So what were the results? From a pure metric perspective, Go was the winner. But why don’t you see for yourself? You can also Google for the comparison that may explain some of the why. You may be asking who cares? Would I actually iterate a billion times? In the grand scope of what a language does this may mean nothing and probably depends on your use case. But there it is.. for something as basic as iterating a for loop on a single processor, Go is around 2x faster. Extrapolate that out and these types of efficiencies can lead to 2x better response times and 2x better consolidation.
Go1Billion at run.pivotal.io (400ms for 1 Billion iterations)
NodeJS1Billion at run.pivotal.io (1000ms for 1 Billion iterations)
So that’s the iterative performance comparison. What else is interesting? Dependencies and footprint.
When firing up the applications on run.pivotal.io we were able to see some basic stats. For the memory footprint, the Go version weighted in at 10MB and the NodeJS version was 55MB. Big deal? Not only does it represent a bigger memory footprint (5x bigger), but it likely will yield extra layers in getting to the CPU (high level statement). How about the size of the container? 35MB for Go versus 32MB for NodeJS. Wait what? Bigger for Go? This actually makes sense and brings us to dependencies.
Since Go is actually a compiled language, it is transferred as code and compiled to a binary file. The application for Go represents 4MB in itself, which makes up for the difference in size (and possibly build packs too). But dependencies are a bigger topic!
How about running these in Docker containers? Well in the case of NodeJS the dockerfile/nodejs image is 500MB (more stuff to update and maintain as well). Talk about some bloat! In the case of the Go application, it has a different story. You could do a like-for-like situation with and leverage the golang Docker image. You would then compile the binary in the container and run the code there or even compile the binary on your own system.
But that’s not very special. How about Go and statically compiled binaries? This means there are possibly no dependencies. In addition there are plenty of cross platforms and architecture capabilities (Linux/OS X/Windows/FreeBSD and 64/32/ARM).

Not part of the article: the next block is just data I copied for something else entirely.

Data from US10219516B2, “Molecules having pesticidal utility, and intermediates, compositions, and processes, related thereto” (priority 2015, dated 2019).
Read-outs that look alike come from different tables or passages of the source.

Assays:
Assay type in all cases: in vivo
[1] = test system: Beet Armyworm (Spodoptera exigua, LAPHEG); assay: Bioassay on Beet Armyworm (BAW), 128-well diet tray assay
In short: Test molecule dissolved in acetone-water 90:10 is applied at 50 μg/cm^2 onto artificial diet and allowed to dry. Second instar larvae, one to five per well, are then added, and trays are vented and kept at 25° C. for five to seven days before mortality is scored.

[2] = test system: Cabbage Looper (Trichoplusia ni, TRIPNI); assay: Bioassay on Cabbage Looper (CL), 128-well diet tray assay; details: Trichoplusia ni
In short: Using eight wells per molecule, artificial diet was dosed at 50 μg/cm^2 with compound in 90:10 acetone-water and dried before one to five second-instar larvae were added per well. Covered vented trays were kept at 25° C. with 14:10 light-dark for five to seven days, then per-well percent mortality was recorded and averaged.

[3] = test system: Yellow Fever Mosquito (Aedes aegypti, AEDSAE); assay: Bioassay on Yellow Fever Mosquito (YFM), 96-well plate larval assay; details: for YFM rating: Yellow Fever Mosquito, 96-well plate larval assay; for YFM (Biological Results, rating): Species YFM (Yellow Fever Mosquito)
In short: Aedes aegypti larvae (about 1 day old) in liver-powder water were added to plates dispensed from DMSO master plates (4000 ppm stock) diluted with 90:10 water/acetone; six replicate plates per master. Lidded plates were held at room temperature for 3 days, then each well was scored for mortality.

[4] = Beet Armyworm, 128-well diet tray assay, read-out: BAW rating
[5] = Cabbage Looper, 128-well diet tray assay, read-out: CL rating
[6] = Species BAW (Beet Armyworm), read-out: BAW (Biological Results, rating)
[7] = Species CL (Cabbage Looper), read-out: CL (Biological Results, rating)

So the value here is that you can very easily create a statically compiled binary that is then loaded into a scratch Docker image or can be ran on most Linux kernels directly. Scratch references that it is a completely empty Docker image with no dependencies. The total size of the minimum Docker container for the Go1Billion app is 5MB!
One more note on the bloat.. If you’re living in the container world now, you may be appreciating some substantial benefits around deploying apps. But at the same time, there may as well be an explosion of contained dependencies that are being used to satisfy your apps. Meaning, since deploying containers is so easy across any Linux distribution, you probably have more distributions and things to consider for updating than you did before. The general bloated container that mimics a traditional app and dependencies looks like OS+Middleware+App at a minimum, and on the contrary with statically compiled binaries, it is simply the App in a scratch container. Keep this in mind! We can do better than treating containers like linked clone VMs (VMware term)!
So what’s the big picture?
Be a polyglot developer. Challenge yourself and apply your developer knowledge to multiple languages! Right language for the right task, watch out for magic. More lines of code may not necessarily be a bad thing! Statically compiled binaries in containers and languages that focus on efficiency are in.